Former members say Whaley essentially controls her following through “brainwashing.”

However, Anthony is slated to submit an affidavit that will rebut such claims reports the Digital Courier.

Such a job is rather routine for the traveling professional apologist whose trade seems to be getting “cults” off the hook in legal situations.

“Have apologies, will travel,” must be Anthony’s motto in what appears to be a lucrative business.

And he certainly has his work cut out for him in the WOFF case.

The group is known for its bizarre behavior through such practices as “blasting.” This is when members are subjected to so-called “strong prayer” to deliver them from evil influences and/or sinfulness. Blasting basically amounts to surrounding and then screaming at someone designated as a likely “sinner.”

Not a pleasant experience according to some former members.

During recent court proceedings in Spindale Anthony was seen taking copious notes.

But at $3,500 per day is Whaley really getting her money’s worth?

Maybe the alleged “cult leader” should have checked out Anthony’s references first, case by case.

Dick has been on a bit of a losing streak lately.

Jehovah’s Witnesses and Scientology, two of his most recent clients, each paid out substantial settlements despite Dick’s help.

The Witnesses alone opted to pay a plaintiff $1.5 million, the largest settlement in their history, rather than rely on Anthony as an expert in court.

Such settlements don’t really support the effectiveness and/or professional ability of this “cult apologist.”

Never mind. Anthony still seems to be laughing all the way to the bank and it looks like another good payday for him in Spindale.

Another complaint alleging child abuse has been filed regarding Word of Faith Fellowship (WOFF) headed by Jane Whaley reports The Digital Courier.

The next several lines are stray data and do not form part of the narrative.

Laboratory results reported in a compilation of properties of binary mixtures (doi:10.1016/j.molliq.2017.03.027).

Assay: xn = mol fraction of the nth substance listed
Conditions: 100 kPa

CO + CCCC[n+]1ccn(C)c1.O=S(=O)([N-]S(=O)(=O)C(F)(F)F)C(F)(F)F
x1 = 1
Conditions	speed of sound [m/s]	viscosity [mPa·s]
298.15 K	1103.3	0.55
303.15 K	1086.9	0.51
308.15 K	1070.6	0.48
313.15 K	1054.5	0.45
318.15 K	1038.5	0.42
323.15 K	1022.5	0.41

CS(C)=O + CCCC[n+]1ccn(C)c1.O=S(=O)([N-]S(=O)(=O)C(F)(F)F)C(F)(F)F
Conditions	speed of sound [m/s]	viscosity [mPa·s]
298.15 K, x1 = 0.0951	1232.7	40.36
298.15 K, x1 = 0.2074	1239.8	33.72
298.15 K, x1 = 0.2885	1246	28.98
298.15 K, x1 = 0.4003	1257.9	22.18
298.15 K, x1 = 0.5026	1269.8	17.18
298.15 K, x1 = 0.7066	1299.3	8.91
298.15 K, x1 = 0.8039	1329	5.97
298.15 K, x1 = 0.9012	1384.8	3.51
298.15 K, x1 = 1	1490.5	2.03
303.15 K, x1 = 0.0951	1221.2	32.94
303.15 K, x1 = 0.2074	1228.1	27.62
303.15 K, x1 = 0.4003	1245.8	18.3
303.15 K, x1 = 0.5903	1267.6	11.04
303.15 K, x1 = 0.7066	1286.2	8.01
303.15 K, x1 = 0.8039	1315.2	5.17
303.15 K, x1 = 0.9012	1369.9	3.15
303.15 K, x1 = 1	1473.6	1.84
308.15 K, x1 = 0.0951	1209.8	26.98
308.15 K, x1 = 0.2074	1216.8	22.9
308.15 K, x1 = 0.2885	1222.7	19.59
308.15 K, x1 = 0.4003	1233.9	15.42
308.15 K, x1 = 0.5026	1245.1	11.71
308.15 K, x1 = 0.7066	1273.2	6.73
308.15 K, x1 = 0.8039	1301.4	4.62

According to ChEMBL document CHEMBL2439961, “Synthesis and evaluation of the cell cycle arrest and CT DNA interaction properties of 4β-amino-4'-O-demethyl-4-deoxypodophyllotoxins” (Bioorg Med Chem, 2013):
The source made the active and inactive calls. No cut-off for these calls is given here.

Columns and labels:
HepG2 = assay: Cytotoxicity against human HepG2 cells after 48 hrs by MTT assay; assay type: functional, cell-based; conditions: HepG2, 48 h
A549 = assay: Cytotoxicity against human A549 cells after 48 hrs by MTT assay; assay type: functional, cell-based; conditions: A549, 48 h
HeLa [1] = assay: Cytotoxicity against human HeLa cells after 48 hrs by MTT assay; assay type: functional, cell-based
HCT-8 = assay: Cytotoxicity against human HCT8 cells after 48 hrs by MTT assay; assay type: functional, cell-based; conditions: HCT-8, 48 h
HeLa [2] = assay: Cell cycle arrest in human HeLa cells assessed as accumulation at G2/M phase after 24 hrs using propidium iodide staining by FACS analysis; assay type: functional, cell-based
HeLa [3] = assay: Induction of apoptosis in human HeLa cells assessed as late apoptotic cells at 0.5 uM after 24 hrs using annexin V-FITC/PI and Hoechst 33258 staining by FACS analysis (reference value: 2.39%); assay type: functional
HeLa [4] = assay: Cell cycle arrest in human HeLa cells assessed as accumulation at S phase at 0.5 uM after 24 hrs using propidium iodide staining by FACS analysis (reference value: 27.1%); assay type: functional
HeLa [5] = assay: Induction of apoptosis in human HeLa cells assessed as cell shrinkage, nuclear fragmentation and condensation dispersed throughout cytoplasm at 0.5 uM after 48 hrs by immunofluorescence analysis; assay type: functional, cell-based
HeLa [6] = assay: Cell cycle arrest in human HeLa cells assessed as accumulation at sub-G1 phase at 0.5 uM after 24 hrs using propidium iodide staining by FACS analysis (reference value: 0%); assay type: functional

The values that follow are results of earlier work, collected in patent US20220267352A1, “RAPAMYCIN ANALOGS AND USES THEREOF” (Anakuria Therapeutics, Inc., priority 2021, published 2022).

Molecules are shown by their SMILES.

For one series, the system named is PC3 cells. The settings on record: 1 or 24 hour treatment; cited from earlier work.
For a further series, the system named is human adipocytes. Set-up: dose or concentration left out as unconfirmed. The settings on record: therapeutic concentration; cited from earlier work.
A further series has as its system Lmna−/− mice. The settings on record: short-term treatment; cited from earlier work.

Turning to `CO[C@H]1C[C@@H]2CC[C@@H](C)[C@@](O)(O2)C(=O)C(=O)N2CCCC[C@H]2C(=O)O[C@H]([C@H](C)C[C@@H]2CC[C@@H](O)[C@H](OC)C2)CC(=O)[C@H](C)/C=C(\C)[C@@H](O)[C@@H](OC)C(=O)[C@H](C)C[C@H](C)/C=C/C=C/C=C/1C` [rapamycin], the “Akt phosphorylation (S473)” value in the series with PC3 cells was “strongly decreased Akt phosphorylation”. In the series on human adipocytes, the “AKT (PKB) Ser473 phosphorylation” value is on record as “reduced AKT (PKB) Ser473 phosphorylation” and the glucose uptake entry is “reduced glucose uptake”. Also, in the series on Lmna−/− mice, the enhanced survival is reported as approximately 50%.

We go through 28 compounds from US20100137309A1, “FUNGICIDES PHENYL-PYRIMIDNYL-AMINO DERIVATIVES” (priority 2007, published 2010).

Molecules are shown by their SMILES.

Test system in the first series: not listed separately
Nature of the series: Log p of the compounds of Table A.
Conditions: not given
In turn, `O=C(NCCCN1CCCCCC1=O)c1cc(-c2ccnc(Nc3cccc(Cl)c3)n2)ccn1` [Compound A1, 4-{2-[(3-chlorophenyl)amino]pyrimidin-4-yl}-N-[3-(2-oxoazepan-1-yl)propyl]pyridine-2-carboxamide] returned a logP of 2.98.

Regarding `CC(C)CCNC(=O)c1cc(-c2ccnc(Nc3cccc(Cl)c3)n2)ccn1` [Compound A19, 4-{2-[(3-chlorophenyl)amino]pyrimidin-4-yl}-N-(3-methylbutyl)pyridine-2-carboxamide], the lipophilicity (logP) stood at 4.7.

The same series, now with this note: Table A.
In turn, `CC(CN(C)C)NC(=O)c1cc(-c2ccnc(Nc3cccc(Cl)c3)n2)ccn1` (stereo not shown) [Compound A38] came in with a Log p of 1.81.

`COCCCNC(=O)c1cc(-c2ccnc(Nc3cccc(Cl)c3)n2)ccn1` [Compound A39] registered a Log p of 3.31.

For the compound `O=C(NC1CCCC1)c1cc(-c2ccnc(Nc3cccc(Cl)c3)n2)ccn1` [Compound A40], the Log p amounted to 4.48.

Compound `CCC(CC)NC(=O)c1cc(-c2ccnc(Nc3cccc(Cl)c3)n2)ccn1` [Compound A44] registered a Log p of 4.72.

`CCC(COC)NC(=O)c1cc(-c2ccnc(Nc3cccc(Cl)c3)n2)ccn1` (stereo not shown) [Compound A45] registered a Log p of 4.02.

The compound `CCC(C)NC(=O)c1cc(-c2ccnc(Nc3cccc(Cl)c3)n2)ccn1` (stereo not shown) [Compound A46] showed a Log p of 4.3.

Whaley leads hundreds of followers in what critics have called a “cult” in Spindale, North Carolina.

Shana Muse, a former member of WOFF and mother of four, is still waiting for her four children to be released from the group. The estranged mother fled the group last year and later filed for the return of her minor children during December of last year.

However, authorities in Spindale apparently care more about pleasing Ms. Whaley than they do restoring children to a legal custodial parent.

It has been said that the “cult” leader wields considerable political clout and influence in the small town.

Muse has been tangled up with seemingly endless litigation and needless red tape, while her minor children remain effectively under Whaley’s control.

Meanwhile other children are being removed from Whaley’s group amidst allegations of abuse.

How much longer must Muse wait before her family is restored?

Word of Faith Fellowship” (WOFF) is the name of a church in the small town of Spindale, North Carolina run by authoritarian leader Jane Whaley, which has been called a “cult.”

Whaley seems to do pretty much what she likes in Spindale and town officials appear afraid to stop her.

Her latest apparent victim is Shana Muse, a mother of four children and former member of WOFF.

Not only did Muse commit the seemingly “unpardonable sin” of leaving the despot’s domain; she had the effrontery to expect to take her children out too.

Whaley has repeatedly refused to send the children out and they remain essentially under her control despite the fact they are all minors.

Muse has so far not succeeded in gaining them back, even though she is clearly their legal guardian.

The courts have dawdled endlessly in this matter and failed to remove the children from the church for months, apparently afraid of Whaley’s wrath.